A dour group of Dodgers watch from the dugout as a pop foul sails overhead in Game 3.(Robert Gauthier / Los Angeles Times)
Astros starting pitcher Lance McCullers Jr. raises a fist to fans as he leaves the game in the sixth inning.(Robert Gauthier / Los Angeles Times)
Dodgers catcher Austin Barnes can’t make the tag on the Astros’ Josh Reddick at home plate in the fifth inning.(Robert Gauthier / Los Angeles Times)
The Dodgers Justin Turner scores on a wild pitch by Astros reliever Brad Peacock in the fifth inning.(Robert Gauthier / Los Angeles Times)
Dodgers’ catcher Austin Barnes can’t make the tag on the Astros’ Josh Reddick at home plate in the fifth inning.(Wally Skalij / Los Angeles Times)
Dodgers pitcher Yu Darvish walks off the field after being taken out of the game in the second inning.(Tom Pennington / Getty Images)
Astros’ center fielder George Springer makes a diving catch to save a run off the bat of the Dodgers’ Chris Taylor in the fifth inning.(Wally Skalij / Los Angeles Times)
The Astros’ Jose Altuve tags out Dodgers Yasiel Puig, who was trying to reach second base on a hit in the fourth inning.(Wally Skalij / Los Angeles Times)
Houston Astros shortstop Carlos Correa, left, relays to first base in time to complete a double play after forcing out the Dodgers’ Chris Taylor.(Larry W. Smith / EPA)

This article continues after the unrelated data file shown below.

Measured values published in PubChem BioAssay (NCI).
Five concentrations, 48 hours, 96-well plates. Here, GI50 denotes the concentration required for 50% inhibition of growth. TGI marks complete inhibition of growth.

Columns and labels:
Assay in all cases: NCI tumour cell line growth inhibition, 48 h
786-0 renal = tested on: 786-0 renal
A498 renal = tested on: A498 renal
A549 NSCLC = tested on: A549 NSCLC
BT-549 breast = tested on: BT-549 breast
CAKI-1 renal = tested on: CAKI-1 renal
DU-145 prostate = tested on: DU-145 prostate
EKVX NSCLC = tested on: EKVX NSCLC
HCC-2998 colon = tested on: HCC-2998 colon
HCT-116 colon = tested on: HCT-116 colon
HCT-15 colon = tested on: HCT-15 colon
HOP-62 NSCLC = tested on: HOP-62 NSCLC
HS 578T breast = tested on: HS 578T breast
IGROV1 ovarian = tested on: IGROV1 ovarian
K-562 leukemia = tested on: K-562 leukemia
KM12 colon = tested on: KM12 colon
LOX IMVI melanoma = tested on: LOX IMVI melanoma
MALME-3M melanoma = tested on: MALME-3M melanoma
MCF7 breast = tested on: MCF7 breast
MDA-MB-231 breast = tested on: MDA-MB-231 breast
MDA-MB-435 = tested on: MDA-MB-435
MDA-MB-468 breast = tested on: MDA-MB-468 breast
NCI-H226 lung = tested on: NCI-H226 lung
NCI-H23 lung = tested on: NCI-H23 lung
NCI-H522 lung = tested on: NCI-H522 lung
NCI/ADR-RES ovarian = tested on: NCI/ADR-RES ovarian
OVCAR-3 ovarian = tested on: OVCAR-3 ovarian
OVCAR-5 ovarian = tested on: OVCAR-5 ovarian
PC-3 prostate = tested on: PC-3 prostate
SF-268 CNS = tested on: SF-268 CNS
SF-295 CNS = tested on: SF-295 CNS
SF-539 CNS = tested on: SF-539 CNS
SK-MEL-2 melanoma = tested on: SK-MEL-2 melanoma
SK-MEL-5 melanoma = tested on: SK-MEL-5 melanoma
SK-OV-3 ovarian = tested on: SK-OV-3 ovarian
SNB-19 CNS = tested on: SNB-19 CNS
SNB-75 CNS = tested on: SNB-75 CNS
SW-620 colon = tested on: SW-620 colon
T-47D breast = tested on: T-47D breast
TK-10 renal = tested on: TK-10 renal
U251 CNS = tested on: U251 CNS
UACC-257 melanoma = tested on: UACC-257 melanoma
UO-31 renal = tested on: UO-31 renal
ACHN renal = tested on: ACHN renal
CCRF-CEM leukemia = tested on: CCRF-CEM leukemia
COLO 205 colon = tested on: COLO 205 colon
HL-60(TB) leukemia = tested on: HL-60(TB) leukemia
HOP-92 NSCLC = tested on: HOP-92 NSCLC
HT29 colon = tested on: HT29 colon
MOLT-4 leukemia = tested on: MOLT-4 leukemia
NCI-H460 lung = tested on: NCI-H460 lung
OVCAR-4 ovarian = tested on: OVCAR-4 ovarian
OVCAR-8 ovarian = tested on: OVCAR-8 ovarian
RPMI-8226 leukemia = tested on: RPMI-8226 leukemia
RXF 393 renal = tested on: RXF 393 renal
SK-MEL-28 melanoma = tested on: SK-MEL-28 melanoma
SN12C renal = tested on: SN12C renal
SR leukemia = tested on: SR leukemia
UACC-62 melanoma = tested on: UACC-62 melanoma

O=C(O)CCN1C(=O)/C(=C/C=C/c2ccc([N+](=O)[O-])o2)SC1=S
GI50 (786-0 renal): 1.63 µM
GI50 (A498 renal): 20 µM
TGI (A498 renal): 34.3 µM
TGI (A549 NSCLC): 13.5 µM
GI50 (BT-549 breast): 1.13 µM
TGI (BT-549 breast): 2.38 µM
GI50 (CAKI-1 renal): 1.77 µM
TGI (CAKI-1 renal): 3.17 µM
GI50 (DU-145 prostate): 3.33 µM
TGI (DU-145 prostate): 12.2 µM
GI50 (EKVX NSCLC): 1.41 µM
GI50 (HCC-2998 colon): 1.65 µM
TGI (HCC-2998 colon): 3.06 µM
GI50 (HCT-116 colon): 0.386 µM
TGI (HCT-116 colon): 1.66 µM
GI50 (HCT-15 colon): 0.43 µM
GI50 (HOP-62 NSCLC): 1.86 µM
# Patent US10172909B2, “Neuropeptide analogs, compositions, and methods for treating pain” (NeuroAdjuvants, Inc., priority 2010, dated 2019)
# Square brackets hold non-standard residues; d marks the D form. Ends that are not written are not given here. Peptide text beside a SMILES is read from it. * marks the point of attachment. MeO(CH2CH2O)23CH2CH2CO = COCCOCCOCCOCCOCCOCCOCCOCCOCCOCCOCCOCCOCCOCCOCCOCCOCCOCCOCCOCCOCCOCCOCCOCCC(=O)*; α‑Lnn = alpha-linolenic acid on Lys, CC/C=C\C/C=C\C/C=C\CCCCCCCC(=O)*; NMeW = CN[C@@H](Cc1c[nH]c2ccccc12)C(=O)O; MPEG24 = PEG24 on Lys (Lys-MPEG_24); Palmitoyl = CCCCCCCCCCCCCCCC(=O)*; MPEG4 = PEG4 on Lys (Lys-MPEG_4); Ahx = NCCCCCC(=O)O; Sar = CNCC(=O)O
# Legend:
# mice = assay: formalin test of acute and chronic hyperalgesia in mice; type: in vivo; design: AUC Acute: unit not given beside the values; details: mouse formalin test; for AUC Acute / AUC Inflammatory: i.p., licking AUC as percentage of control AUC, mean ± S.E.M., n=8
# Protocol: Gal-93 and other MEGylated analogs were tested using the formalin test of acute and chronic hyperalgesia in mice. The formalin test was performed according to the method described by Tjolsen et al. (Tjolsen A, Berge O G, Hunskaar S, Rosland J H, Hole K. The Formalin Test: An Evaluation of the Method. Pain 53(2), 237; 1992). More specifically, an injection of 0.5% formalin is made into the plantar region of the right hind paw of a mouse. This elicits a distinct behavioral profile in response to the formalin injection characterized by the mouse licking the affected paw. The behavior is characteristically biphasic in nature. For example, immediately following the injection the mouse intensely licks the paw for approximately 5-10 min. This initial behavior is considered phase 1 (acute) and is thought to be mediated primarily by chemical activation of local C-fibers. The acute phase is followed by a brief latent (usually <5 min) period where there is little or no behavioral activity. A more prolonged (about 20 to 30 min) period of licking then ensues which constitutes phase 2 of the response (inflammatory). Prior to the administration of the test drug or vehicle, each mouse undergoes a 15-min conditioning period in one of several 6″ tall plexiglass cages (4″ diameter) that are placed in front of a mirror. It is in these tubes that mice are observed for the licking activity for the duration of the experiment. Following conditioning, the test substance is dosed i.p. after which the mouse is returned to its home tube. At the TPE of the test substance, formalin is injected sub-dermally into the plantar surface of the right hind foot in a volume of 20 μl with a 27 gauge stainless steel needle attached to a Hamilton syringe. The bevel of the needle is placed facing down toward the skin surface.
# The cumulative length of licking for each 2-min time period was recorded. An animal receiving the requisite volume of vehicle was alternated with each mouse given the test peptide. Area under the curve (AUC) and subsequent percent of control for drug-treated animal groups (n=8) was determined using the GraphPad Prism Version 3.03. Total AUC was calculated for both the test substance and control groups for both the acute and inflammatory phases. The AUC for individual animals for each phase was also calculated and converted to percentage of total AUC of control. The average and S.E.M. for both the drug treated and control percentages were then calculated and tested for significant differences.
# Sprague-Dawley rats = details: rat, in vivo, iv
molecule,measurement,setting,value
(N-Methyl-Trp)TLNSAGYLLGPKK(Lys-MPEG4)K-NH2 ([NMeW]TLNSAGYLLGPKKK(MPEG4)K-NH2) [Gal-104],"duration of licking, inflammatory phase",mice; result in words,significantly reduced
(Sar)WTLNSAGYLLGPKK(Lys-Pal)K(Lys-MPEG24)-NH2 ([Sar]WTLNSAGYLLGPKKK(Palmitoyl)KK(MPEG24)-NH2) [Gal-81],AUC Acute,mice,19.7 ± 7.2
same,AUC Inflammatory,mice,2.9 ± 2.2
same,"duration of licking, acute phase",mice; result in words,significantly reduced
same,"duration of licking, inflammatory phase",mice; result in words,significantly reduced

Yasiel Puig is tagged out by Astros second baseman Jose Altuve after trying to stretch a single into a double during the 4th inning of game 3.(Robert Gauthier / Los Angeles Times)
Dodgers shortstop Corey Seager can’t reach a bloop single by Astros catcher Brian McCann during fourth-inning action.(Robert Gauthier / Los Angeles Times)
Dodger Austin Barnes sits after Astro Josh Reddick scores from first base on an error in the fifth inning.(Robert Gauthier / Los Angeles Times)
The Houston Astros’ Yuli Gurriel celebrates his home run as Dodgers catcher Austin Barnes watches during the second inning.(Matt Slocum / AP)
The Houston Astros’ Yuli Gurriel is congratulated by George Springer after hitting a home run during the second inning.(David J. Phillip / AP)
Yu Darvish looks to the outfield as Yuli Gurriel homers in the second inning.(Robert Gauthier / Los Angeles Times)
Yuri Gurriel hits a second-inning leadoff home run off Dodgers starter Yu Darvish in game 3.(Robert Gauthier / Los Angeles Times)
Dodgers centerfielder Chris Taylor chases down a first-inning double by Astros leadoff hitter George Springer.(Robert Gauthier / Los Angeles Times)
The Dodgers’ Logan Forsythe singles in the top of the second inning.(TANNEN MAURY / EPA)
The Dodgers’ Yu Darvish pitches during the first inning.(Jamie Squire / AP)
A giant American flag is held on the field as the national anthem is performed.(Tim Bradbury / Getty Images)
Fans gather along the third base line during pregame warmups before Game 3 of the World Series at Minute Maid Park.(Robert Gauthier / Los Angeles Times)